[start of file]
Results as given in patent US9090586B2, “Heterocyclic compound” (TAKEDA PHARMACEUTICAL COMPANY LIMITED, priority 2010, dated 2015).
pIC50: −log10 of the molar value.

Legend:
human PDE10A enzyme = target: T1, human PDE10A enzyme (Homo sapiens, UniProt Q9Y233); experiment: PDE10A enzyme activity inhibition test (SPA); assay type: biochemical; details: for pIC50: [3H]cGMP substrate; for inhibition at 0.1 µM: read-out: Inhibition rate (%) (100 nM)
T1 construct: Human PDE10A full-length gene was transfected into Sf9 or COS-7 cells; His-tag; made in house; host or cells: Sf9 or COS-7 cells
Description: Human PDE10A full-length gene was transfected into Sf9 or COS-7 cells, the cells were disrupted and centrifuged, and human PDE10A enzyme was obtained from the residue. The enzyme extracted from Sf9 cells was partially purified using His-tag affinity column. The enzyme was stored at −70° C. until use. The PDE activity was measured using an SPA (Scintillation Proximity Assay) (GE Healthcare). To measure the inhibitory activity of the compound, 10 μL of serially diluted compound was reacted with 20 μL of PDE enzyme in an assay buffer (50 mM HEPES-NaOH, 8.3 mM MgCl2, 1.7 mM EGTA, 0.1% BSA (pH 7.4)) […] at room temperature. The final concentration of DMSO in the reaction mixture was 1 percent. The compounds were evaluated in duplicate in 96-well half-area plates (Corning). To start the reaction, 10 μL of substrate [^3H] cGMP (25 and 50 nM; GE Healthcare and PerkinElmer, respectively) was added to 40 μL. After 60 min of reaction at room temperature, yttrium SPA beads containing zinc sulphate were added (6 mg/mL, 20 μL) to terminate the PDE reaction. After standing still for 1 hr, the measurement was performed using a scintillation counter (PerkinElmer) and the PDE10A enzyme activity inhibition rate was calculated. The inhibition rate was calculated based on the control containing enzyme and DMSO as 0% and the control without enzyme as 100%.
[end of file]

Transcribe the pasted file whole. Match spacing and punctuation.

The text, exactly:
Results as given in patent US9090586B2, “Heterocyclic compound” (TAKEDA PHARMACEUTICAL COMPANY LIMITED, priority 2010, dated 2015).
pIC50: −log10 of the molar value.

Legend:
human PDE10A enzyme = target: T1, human PDE10A enzyme (Homo sapiens, UniProt Q9Y233); experiment: PDE10A enzyme activity inhibition test (SPA); assay type: biochemical; details: for pIC50: [3H]cGMP substrate; for inhibition at 0.1 µM: read-out: Inhibition rate (%) (100 nM)
T1 construct: Human PDE10A full-length gene was transfected into Sf9 or COS-7 cells; His-tag; made in house; host or cells: Sf9 or COS-7 cells
Description: Human PDE10A full-length gene was transfected into Sf9 or COS-7 cells, the cells were disrupted and centrifuged, and human PDE10A enzyme was obtained from the residue. The enzyme extracted from Sf9 cells was partially purified using His-tag affinity column. The enzyme was stored at −70° C. until use. The PDE activity was measured using an SPA (Scintillation Proximity Assay) (GE Healthcare). To measure the inhibitory activity of the compound, 10 μL of serially diluted compound was reacted with 20 μL of PDE enzyme in an assay buffer (50 mM HEPES-NaOH, 8.3 mM MgCl2, 1.7 mM EGTA, 0.1% BSA (pH 7.4)) […] at room temperature. The final concentration of DMSO in the reaction mixture was 1 percent. The compounds were evaluated in duplicate in 96-well half-area plates (Corning). To start the reaction, 10 μL of substrate [^3H] cGMP (25 and 50 nM; GE Healthcare and PerkinElmer, respectively) was added to 40 μL. After 60 min of reaction at room temperature, yttrium SPA beads containing zinc sulphate were added (6 mg/mL, 20 μL) to terminate the PDE reaction. After standing still for 1 hr, the measurement was performed using a scintillation counter (PerkinElmer) and the PDE10A enzyme activity inhibition rate was calculated. The inhibition rate was calculated based on the control containing enzyme and DMSO as 0% and the control without enzyme as 100%.